“One of the tasks of true friendship is to listen compassionately and creatively to the hidden silences. Often secrets are not revealed in words, they lie concealed in the silence between the words or in the depth of what is unsayable between two people.”—John O’ Donohue (via anonymousmentor)
“In holy and divine matters one must first hear rather than see, first believe rather than understand, first be grasped rather than grasp, first be captured rather than capture, first learn rather than teach, first be a disciple rather than a teacher and master of his own.
We have an ear so that we may submit to others, and eyes that we may take care of others. Therefore, whoever in the church wants to become an eye and a leader and master of others, let him become an ear and a disciple first. This first.
The one who has not been tempted, what kind of things does he know? One who has not had experience, what kind of things does he know? One who does not from experience know what temptations are like, will transmit not things that are known, but either things that are heard or seen, or, what is more dangerous, his own thoughts.
Therefore let him who wants to be sure and wants to counsel others faithfully first have some experience himself, first carry the cross himself and lead the way by his example, and so he will be made certain that he can also be of service to others.”
– Martin Luther, Luther’s Works, Vol. 11: First Lectures on the Psalms II: Psalms 76-126, ed. Jaroslav Jan Pelikan, Hilton C. Oswald and Helmut T. Lehmann (Saint Louis: Concordia Publishing House, 1955), 245-246. Luther is commenting on Psalm 94:8.
If you keep telling the same sad small story, you will keep living the same sad small life. —Jean Houston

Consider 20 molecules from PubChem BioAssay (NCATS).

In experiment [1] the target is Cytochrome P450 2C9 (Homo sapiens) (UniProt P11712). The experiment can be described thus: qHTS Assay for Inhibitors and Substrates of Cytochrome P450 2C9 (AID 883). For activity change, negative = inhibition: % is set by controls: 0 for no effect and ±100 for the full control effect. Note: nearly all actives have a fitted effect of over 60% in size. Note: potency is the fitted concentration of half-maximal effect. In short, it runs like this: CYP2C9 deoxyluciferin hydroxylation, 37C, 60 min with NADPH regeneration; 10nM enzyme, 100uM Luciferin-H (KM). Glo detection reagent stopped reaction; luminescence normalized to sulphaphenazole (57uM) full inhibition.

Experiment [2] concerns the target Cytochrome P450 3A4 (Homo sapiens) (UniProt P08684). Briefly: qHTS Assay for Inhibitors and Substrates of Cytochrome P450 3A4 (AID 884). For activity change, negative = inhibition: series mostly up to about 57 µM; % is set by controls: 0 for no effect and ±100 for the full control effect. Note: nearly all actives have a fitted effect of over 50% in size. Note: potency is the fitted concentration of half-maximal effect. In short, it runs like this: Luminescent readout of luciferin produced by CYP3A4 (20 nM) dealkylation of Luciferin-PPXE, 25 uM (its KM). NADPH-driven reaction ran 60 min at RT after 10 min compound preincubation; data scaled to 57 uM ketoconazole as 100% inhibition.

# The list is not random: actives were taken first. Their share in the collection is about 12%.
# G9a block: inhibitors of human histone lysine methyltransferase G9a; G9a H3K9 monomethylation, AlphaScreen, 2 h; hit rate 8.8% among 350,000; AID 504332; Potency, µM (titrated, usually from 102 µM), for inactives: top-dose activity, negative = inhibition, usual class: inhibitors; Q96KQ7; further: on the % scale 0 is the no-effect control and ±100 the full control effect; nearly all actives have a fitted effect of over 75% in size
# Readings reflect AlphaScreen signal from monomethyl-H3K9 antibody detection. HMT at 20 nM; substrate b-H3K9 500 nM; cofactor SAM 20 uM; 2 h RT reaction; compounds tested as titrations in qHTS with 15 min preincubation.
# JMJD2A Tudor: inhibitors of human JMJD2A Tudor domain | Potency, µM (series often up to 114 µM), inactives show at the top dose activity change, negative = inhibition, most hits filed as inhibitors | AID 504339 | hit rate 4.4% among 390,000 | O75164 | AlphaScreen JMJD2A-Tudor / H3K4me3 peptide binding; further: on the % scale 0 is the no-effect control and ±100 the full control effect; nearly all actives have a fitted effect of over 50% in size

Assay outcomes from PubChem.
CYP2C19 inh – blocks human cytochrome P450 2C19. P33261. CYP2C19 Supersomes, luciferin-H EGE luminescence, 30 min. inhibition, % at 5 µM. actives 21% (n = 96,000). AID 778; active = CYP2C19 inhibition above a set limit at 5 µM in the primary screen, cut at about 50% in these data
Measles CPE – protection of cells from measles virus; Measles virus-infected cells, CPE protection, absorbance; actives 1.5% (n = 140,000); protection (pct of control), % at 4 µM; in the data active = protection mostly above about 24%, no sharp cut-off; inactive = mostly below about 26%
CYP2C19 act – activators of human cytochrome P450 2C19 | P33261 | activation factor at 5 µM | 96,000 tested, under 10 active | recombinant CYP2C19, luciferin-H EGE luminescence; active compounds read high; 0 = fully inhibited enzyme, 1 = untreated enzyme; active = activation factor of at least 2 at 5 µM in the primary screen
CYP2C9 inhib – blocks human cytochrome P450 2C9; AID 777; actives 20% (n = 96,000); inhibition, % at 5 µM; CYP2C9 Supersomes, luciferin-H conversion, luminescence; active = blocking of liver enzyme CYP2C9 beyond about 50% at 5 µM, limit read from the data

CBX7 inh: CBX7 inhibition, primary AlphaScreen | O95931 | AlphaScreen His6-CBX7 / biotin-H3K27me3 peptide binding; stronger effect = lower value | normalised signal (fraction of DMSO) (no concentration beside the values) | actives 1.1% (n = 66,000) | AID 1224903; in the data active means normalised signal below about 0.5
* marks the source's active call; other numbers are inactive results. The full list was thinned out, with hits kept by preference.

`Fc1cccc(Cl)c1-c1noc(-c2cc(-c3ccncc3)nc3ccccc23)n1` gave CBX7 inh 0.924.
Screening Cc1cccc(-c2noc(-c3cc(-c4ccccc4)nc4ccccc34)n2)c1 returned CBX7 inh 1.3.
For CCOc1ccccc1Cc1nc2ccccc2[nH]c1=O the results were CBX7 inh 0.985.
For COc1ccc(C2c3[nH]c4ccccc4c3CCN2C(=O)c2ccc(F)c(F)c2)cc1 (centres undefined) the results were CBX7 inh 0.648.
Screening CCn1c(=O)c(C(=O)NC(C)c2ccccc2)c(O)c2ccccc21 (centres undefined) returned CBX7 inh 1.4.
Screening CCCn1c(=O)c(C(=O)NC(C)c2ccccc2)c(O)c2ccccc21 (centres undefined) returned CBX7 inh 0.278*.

This year, as in most years, I am starting it off by thinking about my goals and resolutions for the coming year. While I have some measurable goals my main goal is to tell a better story.
By story I mean the narrative that I consciously and unconsciously tell myself that drives my actions and gives my life meaning.
When I look at the storyline of my life there is so much of it that is sad and small.
I want to change that.
I’m not talking about telling a story I make up but telling, or rather re-discovering, the Story that is being written by the Great Storyteller.
I want that story to define my life and my actions more than any other story that the world, the devil or I tell myself any given day.
I experienced some of this over the past year and a half through the parable of the Prodigal son. This is a story that I have known and studied many times but everything changed when I began to really see myself as the prodigal son. Instead of reading it as an example of God’s love for another person, I began reading it as a description of my own present experience of God’s love for me in my sin. The result felt like being saved all over again. And since then, I have gone back to that story again and again and increasingly that story is becoming a real part of the narrative of my life.
This year I want to press into God’s grand-narrative and live my life as an active participant in His personal plot written for me. I want to move from merely knowing stuff about the story to running around in the story.
My hope is to trade the bits of sad, small story that I tell myself for more of God’s happy, epic story.